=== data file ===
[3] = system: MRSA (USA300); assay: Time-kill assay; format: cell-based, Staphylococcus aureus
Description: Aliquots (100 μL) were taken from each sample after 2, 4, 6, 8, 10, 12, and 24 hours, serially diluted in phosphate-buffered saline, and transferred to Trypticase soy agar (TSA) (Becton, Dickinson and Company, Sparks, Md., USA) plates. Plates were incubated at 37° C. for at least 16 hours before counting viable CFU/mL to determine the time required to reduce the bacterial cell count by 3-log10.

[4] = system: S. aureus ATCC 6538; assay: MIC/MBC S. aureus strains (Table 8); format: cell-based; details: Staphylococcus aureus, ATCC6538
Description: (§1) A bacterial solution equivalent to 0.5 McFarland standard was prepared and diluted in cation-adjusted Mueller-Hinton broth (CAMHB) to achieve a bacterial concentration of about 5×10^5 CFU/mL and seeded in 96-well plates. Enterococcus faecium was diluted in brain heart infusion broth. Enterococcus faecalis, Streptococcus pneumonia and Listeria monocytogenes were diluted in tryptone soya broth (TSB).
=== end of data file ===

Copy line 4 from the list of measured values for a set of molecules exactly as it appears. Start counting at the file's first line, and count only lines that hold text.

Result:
Description: (§1) A bacterial solution equivalent to 0.5 McFarland standard was prepared and diluted in cation-adjusted Mueller-Hinton broth (CAMHB) to achieve a bacterial concentration of about 5×10^5 CFU/mL and seeded in 96-well plates. Enterococcus faecium was diluted in brain heart infusion broth. Enterococcus faecalis, Streptococcus pneumonia and Listeria monocytogenes were diluted in tryptone soya broth (TSB).